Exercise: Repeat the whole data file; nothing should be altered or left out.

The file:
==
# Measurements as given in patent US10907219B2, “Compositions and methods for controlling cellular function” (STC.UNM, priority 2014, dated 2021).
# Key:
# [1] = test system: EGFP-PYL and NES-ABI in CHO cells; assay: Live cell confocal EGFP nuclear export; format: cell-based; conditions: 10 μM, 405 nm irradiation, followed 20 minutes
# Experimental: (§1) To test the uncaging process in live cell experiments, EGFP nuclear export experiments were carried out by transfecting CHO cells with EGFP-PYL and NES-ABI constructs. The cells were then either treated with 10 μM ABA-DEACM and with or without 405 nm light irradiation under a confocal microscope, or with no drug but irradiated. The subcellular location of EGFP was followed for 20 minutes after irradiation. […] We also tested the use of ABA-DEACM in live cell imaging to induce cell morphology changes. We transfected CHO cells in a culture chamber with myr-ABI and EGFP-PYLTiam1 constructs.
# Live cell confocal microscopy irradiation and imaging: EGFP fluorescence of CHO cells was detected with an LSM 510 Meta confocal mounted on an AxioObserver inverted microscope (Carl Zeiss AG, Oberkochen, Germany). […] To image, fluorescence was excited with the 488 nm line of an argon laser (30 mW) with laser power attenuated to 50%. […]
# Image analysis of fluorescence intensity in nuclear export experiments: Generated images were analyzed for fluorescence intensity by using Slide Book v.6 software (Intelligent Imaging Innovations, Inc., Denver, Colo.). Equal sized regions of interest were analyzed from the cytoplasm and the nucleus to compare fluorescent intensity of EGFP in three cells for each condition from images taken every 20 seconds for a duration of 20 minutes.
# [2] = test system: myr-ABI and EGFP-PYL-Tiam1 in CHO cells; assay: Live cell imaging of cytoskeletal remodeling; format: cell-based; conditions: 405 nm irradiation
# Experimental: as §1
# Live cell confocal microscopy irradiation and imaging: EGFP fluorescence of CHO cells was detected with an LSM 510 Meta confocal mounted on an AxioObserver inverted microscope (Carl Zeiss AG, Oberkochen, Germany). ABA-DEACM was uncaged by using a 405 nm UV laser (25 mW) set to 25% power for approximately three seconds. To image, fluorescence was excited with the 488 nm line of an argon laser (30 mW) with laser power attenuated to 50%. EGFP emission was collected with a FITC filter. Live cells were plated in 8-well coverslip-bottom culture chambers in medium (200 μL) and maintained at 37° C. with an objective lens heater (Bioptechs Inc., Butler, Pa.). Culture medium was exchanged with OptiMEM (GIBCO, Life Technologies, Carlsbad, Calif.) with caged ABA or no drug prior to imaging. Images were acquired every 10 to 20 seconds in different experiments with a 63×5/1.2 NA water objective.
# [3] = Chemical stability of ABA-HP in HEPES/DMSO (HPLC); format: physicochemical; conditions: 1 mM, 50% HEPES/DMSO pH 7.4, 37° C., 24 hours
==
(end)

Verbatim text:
# Measurements as given in patent US10907219B2, “Compositions and methods for controlling cellular function” (STC.UNM, priority 2014, dated 2021).
# Key:
# [1] = test system: EGFP-PYL and NES-ABI in CHO cells; assay: Live cell confocal EGFP nuclear export; format: cell-based; conditions: 10 μM, 405 nm irradiation, followed 20 minutes
# Experimental: (§1) To test the uncaging process in live cell experiments, EGFP nuclear export experiments were carried out by transfecting CHO cells with EGFP-PYL and NES-ABI constructs. The cells were then either treated with 10 μM ABA-DEACM and with or without 405 nm light irradiation under a confocal microscope, or with no drug but irradiated. The subcellular location of EGFP was followed for 20 minutes after irradiation. […] We also tested the use of ABA-DEACM in live cell imaging to induce cell morphology changes. We transfected CHO cells in a culture chamber with myr-ABI and EGFP-PYLTiam1 constructs.
# Live cell confocal microscopy irradiation and imaging: EGFP fluorescence of CHO cells was detected with an LSM 510 Meta confocal mounted on an AxioObserver inverted microscope (Carl Zeiss AG, Oberkochen, Germany). […] To image, fluorescence was excited with the 488 nm line of an argon laser (30 mW) with laser power attenuated to 50%. […]
# Image analysis of fluorescence intensity in nuclear export experiments: Generated images were analyzed for fluorescence intensity by using Slide Book v.6 software (Intelligent Imaging Innovations, Inc., Denver, Colo.). Equal sized regions of interest were analyzed from the cytoplasm and the nucleus to compare fluorescent intensity of EGFP in three cells for each condition from images taken every 20 seconds for a duration of 20 minutes.
# [2] = test system: myr-ABI and EGFP-PYL-Tiam1 in CHO cells; assay: Live cell imaging of cytoskeletal remodeling; format: cell-based; conditions: 405 nm irradiation
# Experimental: as §1
# Live cell confocal microscopy irradiation and imaging: EGFP fluorescence of CHO cells was detected with an LSM 510 Meta confocal mounted on an AxioObserver inverted microscope (Carl Zeiss AG, Oberkochen, Germany). ABA-DEACM was uncaged by using a 405 nm UV laser (25 mW) set to 25% power for approximately three seconds. To image, fluorescence was excited with the 488 nm line of an argon laser (30 mW) with laser power attenuated to 50%. EGFP emission was collected with a FITC filter. Live cells were plated in 8-well coverslip-bottom culture chambers in medium (200 μL) and maintained at 37° C. with an objective lens heater (Bioptechs Inc., Butler, Pa.). Culture medium was exchanged with OptiMEM (GIBCO, Life Technologies, Carlsbad, Calif.) with caged ABA or no drug prior to imaging. Images were acquired every 10 to 20 seconds in different experiments with a 63×5/1.2 NA water objective.
# [3] = Chemical stability of ABA-HP in HEPES/DMSO (HPLC); format: physicochemical; conditions: 1 mM, 50% HEPES/DMSO pH 7.4, 37° C., 24 hours